Local Groups Gathering Donations For Typhoon Victims In The Philippines

A group of Bay Area Filipinos gathered on San Francisco’s Market Street Monday to raise money for victims of the deadly typhoon that hit the Philippines on Friday.

A handful of representatives from the National Alliance for Filipino Concerns stood near the Powell Street cable car turnaround to ask for donations to aid victims of Typhoon Haiyan, which is estimated to have killed thousands of people and left hundreds of thousands without homes in the central Philippines.

Princess Bustos, a volunteer with NAFCON, sang to passersby, many of whom stopped to give money to the group.

“There are a lot of us who lost loved ones or whose friends are missing,” Bustos said. “Being out here today is a great way for us to put all the energy, the anxiety, the stress, the fear, the anguish of loss into something positive.”

A 7.2-magnitude earthquake struck the region last month, so “to be hit again, it’s really devastating,” she said.

Daly City resident Jessica Gonzales, who came to the city today to meet up with a friend, stopped by to give cash to the group.

Gonzales said she has family in the Philippines but that she’s “lucky they don’t live in the area” hit by the hurricane.
“Just as a community, we want to help each other out,” she said.

Jun Lim also stopped to give money and said he, too, has family in the Philippines and has not been able to reach everyone.

“We can’t do nothing because there’s no electricity,” Lim said.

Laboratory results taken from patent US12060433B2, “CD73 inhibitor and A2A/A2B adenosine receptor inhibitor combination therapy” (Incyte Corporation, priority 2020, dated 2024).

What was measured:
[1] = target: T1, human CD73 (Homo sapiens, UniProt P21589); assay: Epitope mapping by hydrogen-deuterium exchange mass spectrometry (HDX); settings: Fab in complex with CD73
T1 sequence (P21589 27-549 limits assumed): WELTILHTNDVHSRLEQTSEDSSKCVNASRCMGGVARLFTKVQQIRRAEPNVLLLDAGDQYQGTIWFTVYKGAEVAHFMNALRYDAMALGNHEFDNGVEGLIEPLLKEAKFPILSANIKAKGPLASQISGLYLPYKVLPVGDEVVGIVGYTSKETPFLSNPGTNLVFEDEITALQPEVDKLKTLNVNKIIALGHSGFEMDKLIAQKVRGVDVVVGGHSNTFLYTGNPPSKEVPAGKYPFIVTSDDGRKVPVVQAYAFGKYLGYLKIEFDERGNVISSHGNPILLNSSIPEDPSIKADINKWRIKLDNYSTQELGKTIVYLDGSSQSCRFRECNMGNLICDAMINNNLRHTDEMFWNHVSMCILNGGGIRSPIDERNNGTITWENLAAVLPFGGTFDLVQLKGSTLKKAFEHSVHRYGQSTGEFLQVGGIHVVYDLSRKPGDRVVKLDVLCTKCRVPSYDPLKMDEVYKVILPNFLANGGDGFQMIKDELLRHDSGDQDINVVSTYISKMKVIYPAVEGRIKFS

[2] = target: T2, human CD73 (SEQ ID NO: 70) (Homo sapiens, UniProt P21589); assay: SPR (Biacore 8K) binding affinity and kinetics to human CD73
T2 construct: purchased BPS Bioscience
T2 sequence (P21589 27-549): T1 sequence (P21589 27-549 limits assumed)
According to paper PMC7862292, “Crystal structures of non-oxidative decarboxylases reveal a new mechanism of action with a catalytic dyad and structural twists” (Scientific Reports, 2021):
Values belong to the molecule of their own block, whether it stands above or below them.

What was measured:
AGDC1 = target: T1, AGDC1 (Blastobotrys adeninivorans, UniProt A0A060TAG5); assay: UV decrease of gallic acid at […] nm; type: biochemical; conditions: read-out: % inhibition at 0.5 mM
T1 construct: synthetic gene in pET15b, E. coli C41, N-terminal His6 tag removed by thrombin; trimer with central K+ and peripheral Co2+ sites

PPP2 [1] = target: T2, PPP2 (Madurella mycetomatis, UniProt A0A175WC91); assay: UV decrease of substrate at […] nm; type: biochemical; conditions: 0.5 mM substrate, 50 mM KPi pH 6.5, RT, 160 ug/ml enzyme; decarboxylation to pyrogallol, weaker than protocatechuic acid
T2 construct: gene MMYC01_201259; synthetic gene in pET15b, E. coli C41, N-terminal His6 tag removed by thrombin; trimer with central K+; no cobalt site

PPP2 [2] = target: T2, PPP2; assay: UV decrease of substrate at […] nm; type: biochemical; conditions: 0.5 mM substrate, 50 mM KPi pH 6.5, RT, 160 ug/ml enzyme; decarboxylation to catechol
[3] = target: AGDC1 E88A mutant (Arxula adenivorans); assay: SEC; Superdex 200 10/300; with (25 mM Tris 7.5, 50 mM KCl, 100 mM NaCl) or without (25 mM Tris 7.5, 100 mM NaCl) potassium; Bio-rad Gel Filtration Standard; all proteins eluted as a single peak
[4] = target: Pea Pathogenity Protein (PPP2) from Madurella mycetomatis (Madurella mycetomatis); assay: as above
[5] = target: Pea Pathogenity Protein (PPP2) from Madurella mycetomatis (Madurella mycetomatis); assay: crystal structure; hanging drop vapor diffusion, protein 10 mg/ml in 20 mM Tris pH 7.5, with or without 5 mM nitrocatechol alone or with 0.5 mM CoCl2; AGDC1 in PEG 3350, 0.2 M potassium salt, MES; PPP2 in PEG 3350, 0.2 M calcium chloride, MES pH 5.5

Terry Valen, president of NAFCON and director of the Filipino Community Center in San Francisco’s Excelsior District, said there has been an outpouring of support in the Bay Area for the typhoon victims.

“Folks have been coming to our center … executive chefs ready to do events, people hosting concerts,” Valen said. “They’re ready to share whatever talents and resources they have.”

Elsewhere in the city, the West Bay Pilipino Multi-Service Center, located at 175 Seventh St., is accepting donations, executive director Rudy Asercion said.

Asercion said community members were shocked by the strength of the typhoon.

“A lot of people are amazed at a 195 mph storm,” he said. “We’ve never heard of such things.”

Asercion said that, because Monday was Veteran’s Day, several military veterans showed up at the center in uniform to help with the donation effort. Items like emergency supplies and canned food are being accepted, as well as cash donations.

Project PEARLS, a Peninsula-based nonprofit that helps poor children in the Philippines, raised more than $1,600 and packed 47 boxes with donated goods at an event over the weekend in San Bruno.

The donations will be sent directly to the Philippine Red Cross, according to the nonprofit.

The American Red Cross is also assisting in the relief efforts by helping Bay Area residents try to find missing family members in the Philippines.

Residents can call the Red Cross at (510) 595-4414 or (408) 577-2054 if the inquiry is about a non-U.S. citizen. The U.S. State Department’s Office of Overseas Citizens Services is handling inquiries for U.S. citizens and can be reached at (888) 407-4747.

The Red Cross is accepting monetary donations specifically for typhoon victims on its website at www.redcross.org/donate/index.jsp?donateStep=2&itemId=prod4650031.

The organization is not accepting any food or material donations, spokesman Woody Baker-Cohn said.

“In general, trying to collect physical things is not helpful, given the distance and logistics involved and the compromised infrastructure,” Baker-Cohn said.

More information about the Red Cross response to the typhoon can be found online at www.redcross.org/news/article/Typhoon-Haiyan-Disaster-Alert.

Dan McMenamin, Bay City News

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